A timebox calendar is not just for work. A timebox calendar includes all the activities you find important, including time for loved ones, friends, hobbies, and so on. It is a backlog of things that you make time for and prioritize.
“If you don’t decide what you want to do with your time, somebody is going to decide for you. You can’t call something a distraction unless you know what it’s distracting you from.”
To gain traction, we need to plan our time, not our output. This is where productivity tools and classic methods like to-do lists fail.
The problem with to-do lists, explains Eyal, is that the majority of tasks on our list get recycled from one day to the next. This makes us feel like losers because we haven’t completed the tasks that we set to achieve for the day.
Instead of trying to finish as many tasks as possible, Eyal recommends a different approach:
“Don’t plan to finish anything. Instead, your goal should be to use a timebox calendar and work on set tasks without distraction for that period of time.”
Plan your input, not output, and you will get things done faster and without guilt.
Studies show that when the average American worker eliminates the time they spend on email and meetings, they only have about an hour and 40 minutes to get everything else done. As a result, real works get done after work on nights and weekends.
Also, based on a survey of American knowledge workers, the number one source of external distraction is not technology, as it is widely believed, but other people.
Eyal suggests an easy solution to amend this problem. When we are concentrating on a task, put a “Do Not Disturb” sign on our computer to tell our colleagues that we’re indistractable at the moment.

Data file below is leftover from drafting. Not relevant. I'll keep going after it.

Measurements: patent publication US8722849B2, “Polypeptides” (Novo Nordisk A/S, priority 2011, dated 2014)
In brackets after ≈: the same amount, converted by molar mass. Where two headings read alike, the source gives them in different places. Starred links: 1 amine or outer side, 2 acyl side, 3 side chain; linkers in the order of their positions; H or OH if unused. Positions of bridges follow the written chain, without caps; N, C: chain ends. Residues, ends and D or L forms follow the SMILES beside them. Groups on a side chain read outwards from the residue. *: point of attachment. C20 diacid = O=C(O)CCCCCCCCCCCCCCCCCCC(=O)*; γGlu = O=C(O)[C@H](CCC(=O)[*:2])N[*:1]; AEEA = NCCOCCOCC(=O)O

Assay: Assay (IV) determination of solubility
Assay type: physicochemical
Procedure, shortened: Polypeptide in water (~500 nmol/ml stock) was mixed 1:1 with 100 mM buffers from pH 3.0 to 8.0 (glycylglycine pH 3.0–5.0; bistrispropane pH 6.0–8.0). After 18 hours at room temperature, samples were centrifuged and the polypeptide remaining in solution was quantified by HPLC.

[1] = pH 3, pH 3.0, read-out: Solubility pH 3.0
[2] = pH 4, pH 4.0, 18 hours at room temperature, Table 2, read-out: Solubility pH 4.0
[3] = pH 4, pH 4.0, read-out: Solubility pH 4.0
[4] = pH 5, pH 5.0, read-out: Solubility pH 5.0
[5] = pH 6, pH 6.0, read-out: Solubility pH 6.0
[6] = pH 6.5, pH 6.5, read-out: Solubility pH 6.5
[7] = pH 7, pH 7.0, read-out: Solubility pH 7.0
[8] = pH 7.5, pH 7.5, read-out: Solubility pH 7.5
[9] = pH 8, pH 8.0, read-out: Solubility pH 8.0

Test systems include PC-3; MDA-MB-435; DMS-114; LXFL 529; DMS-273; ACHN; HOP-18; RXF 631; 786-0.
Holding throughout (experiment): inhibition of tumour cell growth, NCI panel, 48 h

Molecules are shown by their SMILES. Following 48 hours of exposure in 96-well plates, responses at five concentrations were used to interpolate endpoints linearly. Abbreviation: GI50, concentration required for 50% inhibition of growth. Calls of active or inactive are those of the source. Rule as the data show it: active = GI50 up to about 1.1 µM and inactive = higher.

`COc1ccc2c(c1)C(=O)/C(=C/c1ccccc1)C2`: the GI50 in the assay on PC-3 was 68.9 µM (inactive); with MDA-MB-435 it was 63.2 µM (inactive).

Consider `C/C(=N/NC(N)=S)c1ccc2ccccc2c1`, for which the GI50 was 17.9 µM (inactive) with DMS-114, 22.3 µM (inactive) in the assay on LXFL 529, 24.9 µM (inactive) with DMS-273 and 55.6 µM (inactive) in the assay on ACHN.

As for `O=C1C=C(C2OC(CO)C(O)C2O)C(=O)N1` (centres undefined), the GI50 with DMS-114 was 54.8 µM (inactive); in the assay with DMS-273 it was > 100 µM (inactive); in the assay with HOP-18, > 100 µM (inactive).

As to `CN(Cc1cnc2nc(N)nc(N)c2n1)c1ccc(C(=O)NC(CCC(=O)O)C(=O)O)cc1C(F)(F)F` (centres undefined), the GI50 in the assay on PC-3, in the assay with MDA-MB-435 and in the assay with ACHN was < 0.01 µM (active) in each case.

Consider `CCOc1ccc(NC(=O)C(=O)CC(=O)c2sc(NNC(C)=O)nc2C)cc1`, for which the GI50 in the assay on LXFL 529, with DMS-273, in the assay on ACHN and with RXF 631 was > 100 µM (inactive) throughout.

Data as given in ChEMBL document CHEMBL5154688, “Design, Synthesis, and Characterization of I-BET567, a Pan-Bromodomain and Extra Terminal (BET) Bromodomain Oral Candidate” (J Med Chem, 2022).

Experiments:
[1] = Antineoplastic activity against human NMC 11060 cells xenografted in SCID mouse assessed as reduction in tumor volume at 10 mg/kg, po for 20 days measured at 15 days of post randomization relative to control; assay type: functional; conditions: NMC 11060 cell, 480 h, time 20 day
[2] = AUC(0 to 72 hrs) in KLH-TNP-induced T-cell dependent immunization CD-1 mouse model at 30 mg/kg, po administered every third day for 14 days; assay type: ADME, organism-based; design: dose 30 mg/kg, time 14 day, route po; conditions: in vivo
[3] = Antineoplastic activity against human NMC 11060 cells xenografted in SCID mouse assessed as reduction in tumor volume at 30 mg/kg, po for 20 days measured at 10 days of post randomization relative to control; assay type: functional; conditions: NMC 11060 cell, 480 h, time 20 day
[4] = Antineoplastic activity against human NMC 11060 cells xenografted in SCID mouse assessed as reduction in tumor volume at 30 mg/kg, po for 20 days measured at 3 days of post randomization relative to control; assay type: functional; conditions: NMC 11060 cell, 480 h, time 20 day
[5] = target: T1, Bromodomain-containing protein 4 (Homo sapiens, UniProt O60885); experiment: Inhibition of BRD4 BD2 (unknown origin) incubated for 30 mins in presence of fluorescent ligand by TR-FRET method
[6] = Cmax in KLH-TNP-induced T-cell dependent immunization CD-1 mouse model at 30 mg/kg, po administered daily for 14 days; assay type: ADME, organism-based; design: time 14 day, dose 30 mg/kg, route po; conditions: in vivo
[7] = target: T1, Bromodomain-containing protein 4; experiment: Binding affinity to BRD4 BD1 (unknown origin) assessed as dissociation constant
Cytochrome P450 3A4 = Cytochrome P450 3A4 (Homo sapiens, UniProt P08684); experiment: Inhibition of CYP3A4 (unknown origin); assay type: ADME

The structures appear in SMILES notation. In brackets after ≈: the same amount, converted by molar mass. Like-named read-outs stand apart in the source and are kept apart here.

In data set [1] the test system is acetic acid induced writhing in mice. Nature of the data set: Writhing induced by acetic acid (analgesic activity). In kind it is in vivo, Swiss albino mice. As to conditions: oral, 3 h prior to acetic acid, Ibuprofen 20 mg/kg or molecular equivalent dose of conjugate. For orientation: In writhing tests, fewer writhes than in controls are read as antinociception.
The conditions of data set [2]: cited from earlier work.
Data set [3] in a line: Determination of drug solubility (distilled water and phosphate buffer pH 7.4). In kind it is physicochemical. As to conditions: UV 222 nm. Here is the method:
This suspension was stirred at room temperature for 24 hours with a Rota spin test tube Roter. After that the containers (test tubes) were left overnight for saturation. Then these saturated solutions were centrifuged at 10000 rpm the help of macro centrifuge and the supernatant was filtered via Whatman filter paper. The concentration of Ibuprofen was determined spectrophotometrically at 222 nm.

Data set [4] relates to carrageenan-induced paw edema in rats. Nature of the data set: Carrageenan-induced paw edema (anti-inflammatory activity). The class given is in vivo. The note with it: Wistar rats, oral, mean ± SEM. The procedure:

It seems like a simple fix — almost too simple. But, by employing a similar method, a group of UCSF nurses were able to reduce widespread prescription mistakes made in hospitals by a whopping 80%. (Prescription mistakes are one of the leading causes of death in the US, and are proven to be the result of nurses being distracted while administering prescription rounds to hospital patients.)
Their solution? When nurses make their prescription rounds, they now wear a simple vest that says, “Do not disturb. Drug round in progress.”
An incredible result from a no-frills idea, and something that we can all easily apply to achieve better results day-today.
Two-thirds of people who own a smartphone never change their notification settings — something that Eyal considers shocking. He recommends everyone to limit phone notifications — or turn them off entirely — when we are trying to focus.
Because in order to reduce the external triggers that lead us to distraction, we need to ask ourselves, “is the trigger serving me or am I serving the trigger?” With phone notifications that pester us throughout our day, it is often the latter.
A failsafe is a pact that helps prevent distraction. When leveraged well it can help you accomplish important tasks without procrastination.
Eyal suggests a few ways to implement a failsafe:
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A big thank you to Nir Eyal for dropping by the productboard office and giving such an excellent talk!